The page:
Page 1 of 1
Small box with swan marks
Posted: Sat Sep 20, 2008 4:44 pm
Can anyone tell me a bit about this box and its marks? It's 4cm high and has two swan marks on the inside rim.
Posted: Sun Sep 21, 2008 5:20 pm
Having gone through a few of old posts, I have gleaned that the swan mark was used on goods of unknown origin imported into France at the end of the 19th century. Is this right? I would have dated this box closer to 1800.
Posted: Sun Sep 21, 2008 5:39 pm
The 'Swan' mark was introduced on 1st June 1864, it was used on silver articles imported into France from countries without Customs Conventions. Its use was discontinued on 1st June 1893 as it was now stipulated that all imported gold and silver should comply with the same conditions as that was manufactured in France.
Could it be that your box had some age before it was imported into France?
Posted: Sun Sep 21, 2008 5:45 pm
Hi Miles and Trev.
Here's a quote from Tardy's "International Hallmarks on Silver":
"The 'Swan' mark has been used since 1st July, 1893 on watch cases of all origins and up to 1970 it was struck on articles coming from non-contracting countries. In addition it is struck on silverware of the legal standard of fineness, but of unknown origin, which is sold at public auctions."
Posted: Sun Sep 21, 2008 6:30 pm
Thankyou Trev and Pat.
I'm particularly interested by the last sentence in the Tardy's explanation. That could easily have happened to this little box, because I find it hard to believe that it was made after 1863 or that a dealer kept it so long before selling it abroad in France where the fashion would not have been the same. Does the double striking have any significance I wonder.
My next step will be to trace the armorial, but since I don't know where it was made it won't be easy.
Posted: Mon Sep 22, 2008 3:44 am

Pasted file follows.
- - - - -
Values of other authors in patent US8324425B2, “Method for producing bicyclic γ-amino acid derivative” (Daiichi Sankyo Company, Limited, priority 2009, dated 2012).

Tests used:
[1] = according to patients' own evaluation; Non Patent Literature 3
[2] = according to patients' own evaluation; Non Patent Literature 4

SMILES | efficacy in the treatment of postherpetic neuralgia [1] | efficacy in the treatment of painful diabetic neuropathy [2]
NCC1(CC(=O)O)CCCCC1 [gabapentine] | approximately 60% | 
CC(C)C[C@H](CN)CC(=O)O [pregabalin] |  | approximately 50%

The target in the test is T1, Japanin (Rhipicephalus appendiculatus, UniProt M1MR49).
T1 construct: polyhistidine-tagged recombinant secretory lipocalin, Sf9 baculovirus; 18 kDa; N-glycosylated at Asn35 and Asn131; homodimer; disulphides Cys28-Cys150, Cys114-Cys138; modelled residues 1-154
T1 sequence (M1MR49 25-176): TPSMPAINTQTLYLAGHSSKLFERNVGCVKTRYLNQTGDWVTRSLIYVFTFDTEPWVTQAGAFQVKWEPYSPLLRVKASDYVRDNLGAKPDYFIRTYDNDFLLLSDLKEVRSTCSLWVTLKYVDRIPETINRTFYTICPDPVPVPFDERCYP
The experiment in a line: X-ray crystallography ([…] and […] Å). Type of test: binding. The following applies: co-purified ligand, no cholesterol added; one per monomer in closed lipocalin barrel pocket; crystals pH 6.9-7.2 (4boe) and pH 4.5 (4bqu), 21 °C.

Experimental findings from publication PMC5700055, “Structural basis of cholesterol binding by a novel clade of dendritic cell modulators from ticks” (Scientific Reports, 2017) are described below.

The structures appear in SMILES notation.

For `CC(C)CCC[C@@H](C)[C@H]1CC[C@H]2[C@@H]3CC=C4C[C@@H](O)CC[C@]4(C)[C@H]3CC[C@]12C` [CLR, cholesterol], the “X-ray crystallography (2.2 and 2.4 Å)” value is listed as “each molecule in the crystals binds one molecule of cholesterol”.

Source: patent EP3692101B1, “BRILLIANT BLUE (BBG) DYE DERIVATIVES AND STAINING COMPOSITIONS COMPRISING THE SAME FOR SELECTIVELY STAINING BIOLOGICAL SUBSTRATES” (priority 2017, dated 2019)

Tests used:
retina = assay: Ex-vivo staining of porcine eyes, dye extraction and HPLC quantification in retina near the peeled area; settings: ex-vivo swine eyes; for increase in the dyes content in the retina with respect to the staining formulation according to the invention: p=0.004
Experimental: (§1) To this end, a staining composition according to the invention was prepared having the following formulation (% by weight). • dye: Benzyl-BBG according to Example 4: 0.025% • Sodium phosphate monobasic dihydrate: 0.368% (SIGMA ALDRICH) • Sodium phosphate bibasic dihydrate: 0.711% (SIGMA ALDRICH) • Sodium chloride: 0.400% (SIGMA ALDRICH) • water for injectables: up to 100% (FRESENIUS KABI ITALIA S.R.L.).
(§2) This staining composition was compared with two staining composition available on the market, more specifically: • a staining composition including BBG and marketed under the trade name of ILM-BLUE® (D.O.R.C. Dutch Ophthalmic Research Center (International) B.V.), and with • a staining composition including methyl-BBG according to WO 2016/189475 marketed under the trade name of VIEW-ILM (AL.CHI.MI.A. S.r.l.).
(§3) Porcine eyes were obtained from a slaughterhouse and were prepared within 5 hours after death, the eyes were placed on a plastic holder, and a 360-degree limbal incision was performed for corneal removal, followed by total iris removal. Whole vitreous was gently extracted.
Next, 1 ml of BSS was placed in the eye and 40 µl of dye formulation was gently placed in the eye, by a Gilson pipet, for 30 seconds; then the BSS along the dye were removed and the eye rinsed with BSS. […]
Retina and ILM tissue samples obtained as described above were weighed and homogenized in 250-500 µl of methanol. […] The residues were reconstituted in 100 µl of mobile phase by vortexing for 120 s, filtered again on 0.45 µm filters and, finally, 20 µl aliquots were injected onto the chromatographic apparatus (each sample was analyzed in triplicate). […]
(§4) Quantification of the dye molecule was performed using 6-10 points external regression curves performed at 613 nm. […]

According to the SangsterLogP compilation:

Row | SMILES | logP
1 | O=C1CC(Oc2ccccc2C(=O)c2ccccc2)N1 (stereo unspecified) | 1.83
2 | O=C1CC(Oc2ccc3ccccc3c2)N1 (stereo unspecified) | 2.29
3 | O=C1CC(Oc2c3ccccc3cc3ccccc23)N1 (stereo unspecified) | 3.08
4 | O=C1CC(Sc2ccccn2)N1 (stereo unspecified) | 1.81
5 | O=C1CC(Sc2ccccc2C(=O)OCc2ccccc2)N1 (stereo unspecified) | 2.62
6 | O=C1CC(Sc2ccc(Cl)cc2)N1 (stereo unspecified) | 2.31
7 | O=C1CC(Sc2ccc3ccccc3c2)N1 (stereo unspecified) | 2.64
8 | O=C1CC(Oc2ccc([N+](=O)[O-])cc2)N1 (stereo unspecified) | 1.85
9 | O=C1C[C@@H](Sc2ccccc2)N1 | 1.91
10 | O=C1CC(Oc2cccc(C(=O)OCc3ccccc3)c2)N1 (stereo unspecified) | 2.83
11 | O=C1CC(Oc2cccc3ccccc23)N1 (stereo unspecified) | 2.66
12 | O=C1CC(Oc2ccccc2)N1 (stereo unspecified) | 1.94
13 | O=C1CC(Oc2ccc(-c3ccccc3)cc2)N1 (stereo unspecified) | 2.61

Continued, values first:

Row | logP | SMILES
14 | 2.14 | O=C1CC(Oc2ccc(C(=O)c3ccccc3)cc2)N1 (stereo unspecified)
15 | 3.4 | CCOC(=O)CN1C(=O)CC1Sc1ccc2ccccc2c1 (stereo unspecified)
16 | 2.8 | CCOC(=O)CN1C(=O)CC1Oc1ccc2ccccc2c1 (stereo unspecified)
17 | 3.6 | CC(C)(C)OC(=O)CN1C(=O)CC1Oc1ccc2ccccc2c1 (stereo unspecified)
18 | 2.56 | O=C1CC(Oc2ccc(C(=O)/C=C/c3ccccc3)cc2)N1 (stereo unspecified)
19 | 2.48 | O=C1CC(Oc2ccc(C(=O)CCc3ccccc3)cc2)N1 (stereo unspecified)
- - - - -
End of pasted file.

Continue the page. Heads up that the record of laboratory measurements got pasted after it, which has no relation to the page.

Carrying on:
Hi Miles and Pat.
My sincere apologies!
I mis-read the information on the 'ET' mark, which was the forerunner to the 'Swan' mark.
The full text taken from 'A Guide to Old French Plate' by Louis Carre is;
"The decree of June 29, 1893, discontinued the use of the 'ET' mark which had been created on January 13, 1864, for marking plate coming from countries without customs conventions, and replaced it by an 'owl' in an oval frame for gold and a 'swan' for silver. This reform had been rendered necessary by the Customs Law of January 11, 1892, which stipulated that all imported gold and silver plate should comply with the same conditions as plate manufactured in France"
"The 'chimera' mark, which was being used for imported watches and clocks, was abolished. All goods of this nature, no matter where they come from, had to bear the 'owl' or 'swan' mark, but any watches or clocks marked with the 'chimera' are still in order"
My apologies again.
Posted: Mon Sep 22, 2008 4:02 am
Well if you are positive it is France - then it must be.
In my opinion it is danish from the Island Bornholm and the city Svaneke.
(svane is danish for swan)
City mark is a swan in an oval and the silversmith August Fridrich Wilhelm MÃ¸ser born 1787 uses city mark around 1829 (in Svaneke) as his mark.
That correspond with your idea of around 1800 - dont know what is correct. Where did you aquier this piece? (i mean conuntry, city)
Posted: Mon Sep 22, 2008 4:13 am
let us see a picture of code of arms. Might tell something.
Posted: Mon Sep 22, 2008 5:33 am
Hi Miles, Pat and Hose,
Hose's comments are interesting. These are three copies of the French import mark that I've found.
Note none show any water(?) feature in the background.
Hose, do you have a picture of the Svaneke mark?
Posted: Mon Sep 22, 2008 6:29 am
Hose, I bought it in the south of England.
Here is a photo of the armorial and a better picture of the box itself.
Posted: Mon Sep 22, 2008 2:35 pm
I have the swan in a book. I searched for a piece when I was in Svaneke this summer - but I did not find any ;(
Posted: Mon Apr 20, 2009 7:38 am
Zwickau (Germany) had also a swan.
Posted: Sat Apr 25, 2009 6:42 pm
I have a swan-mark without water
it looks like a french import mark
Posted: Sat Jun 06, 2009 6:45 pm
Here is another swan mark on a c.1770 English teaspoon.
Posted: Sat Jun 06, 2009 9:16 pm
Maybe it's time to break out the calipers and compare mark size?